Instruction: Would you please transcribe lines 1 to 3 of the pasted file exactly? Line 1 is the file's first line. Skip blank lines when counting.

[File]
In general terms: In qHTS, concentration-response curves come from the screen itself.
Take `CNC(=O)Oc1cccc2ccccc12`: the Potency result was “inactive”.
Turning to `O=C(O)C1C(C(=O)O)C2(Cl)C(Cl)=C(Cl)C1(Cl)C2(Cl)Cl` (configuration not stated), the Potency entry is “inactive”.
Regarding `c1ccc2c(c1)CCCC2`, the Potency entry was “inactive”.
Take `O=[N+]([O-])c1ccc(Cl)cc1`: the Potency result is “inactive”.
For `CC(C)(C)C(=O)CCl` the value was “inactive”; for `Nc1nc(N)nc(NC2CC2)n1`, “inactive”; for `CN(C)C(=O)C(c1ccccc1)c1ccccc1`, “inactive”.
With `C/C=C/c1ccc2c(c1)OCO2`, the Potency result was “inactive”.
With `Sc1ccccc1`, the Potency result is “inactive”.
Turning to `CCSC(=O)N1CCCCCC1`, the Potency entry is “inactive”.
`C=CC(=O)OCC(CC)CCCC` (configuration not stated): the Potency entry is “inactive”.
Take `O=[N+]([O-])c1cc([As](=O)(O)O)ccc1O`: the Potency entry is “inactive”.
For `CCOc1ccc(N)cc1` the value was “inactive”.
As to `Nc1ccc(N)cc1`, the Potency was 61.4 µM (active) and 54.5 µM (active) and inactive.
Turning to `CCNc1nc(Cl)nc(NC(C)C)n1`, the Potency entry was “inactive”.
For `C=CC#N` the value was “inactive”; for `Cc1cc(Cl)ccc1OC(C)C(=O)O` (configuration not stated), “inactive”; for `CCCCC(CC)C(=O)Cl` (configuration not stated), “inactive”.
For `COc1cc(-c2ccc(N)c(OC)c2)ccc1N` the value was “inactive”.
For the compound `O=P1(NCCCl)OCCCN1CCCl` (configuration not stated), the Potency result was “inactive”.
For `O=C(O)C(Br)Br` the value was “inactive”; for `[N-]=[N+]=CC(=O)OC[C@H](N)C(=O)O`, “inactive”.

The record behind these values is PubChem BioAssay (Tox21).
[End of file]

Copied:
In general terms: In qHTS, concentration-response curves come from the screen itself.
Take `CNC(=O)Oc1cccc2ccccc12`: the Potency result was “inactive”.
Turning to `O=C(O)C1C(C(=O)O)C2(Cl)C(Cl)=C(Cl)C1(Cl)C2(Cl)Cl` (configuration not stated), the Potency entry is “inactive”.